The cerebellum (CB), consisting of 80% of the neurons in the human brain, not only has a major role in balance and motor coordination, but also modulates language, reasoning and social processes via neural circuits that connect throughout the forebrain. The ratio of the number of neurons in the CB to the cerebral cortex is remarkably constant across mammalian species, indicating that interconnected circuits have scaled together during evolution. Since much of CB growth occurs in the third trimester and continues for a year after birth, the CB is particularly vulnerable to clinical and environmental factors. Granule cell production, stimulated Sonic Hedgehog (Shh) secreted by Purkinje cells, accounts for a majority of cerebellar growth during this period. Pre-term babies are at a significantly higher risk of developing cerebellar hypoplasia and neurological dysfunction, likely in part because they receive glucocorticoids. In rodent models, glucocorticoids increase death of granule cell precursors (GCPs) in the external granule cell layer (EGL), through a mechanism that involves altered SHH-GLI signaling. However, our preliminary results and other experimental models have demonstrated that the developing rodent CB has a large capacity to regenerate a depleted EGL. In order to enhance recovery from a transient insult to the developing CB, it is critical to identify the signaling pathways that stimulate compensatory expansion of cells, and ensure that all cell types scale together in order to have normally functioning circuits. We will utilize sophisticated mouse genetics approaches to identify such pathways. Our studies are based on the unique discovery we made that when the anterior EGL of the CB is depleted at birth, cells marked with Nestin-FlpoER in the white matter expand and populate the EGL and then differentiate, producing a major recovery. Our preliminary studies and novel genetic approaches provide a powerful approach for studying the cellular behaviors of normal and mutant Nestin-expressing white matter stem cells in response to depletion of the EGL and discovering the signals that stimulate expansion of white matter stem cells and their population of the EGL. Our studies should provide insights that can be used to develop new approaches for augmenting recovery of the infant CB in the face of premature birth, glucocorticoid treatment or other injuries including hemorrhage.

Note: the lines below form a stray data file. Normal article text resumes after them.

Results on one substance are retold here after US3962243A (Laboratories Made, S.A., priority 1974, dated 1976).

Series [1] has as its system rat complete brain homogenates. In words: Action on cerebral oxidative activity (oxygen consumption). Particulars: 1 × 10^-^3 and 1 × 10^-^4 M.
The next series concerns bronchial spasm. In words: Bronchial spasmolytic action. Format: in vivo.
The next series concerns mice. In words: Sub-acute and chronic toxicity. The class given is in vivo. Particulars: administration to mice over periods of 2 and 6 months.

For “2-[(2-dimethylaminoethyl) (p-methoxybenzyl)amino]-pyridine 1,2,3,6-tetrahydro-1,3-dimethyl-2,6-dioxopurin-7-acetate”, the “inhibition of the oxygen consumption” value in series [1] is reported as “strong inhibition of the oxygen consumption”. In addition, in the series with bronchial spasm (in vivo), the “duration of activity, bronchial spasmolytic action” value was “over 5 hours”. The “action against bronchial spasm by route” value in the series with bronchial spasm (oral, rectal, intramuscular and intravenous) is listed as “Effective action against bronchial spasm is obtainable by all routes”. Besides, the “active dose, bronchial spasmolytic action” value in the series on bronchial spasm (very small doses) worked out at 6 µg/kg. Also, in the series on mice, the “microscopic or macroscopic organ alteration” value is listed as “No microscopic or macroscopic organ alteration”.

Our specific aims are:
Aim 1. To determine the regenerative potential of cerebellar white matter Nestin+ stem cells.
Aim 2. To identify signaling pathways which are altered in Nestin+ stem cells during regeneration of the EGL.
Aim 3. To test whether SHH signaling or some of the identified pathways enhance recruitment of Nestin+ stem cells to a depleted EGL.
Approximately 11% of all live births in the US are considered pre-term, and such births are the leading cause of long-term motor and cognitive deficits or death, with cerebellar hypoplasia being prominent in such infants. The regenerative capacity of cerebellar stem cells that we discover and signaling pathways we identify that regulate cerebellar regeneration should provide a basis to develop therapies for cerebellar hypoplasia, especially in pre-term babies.
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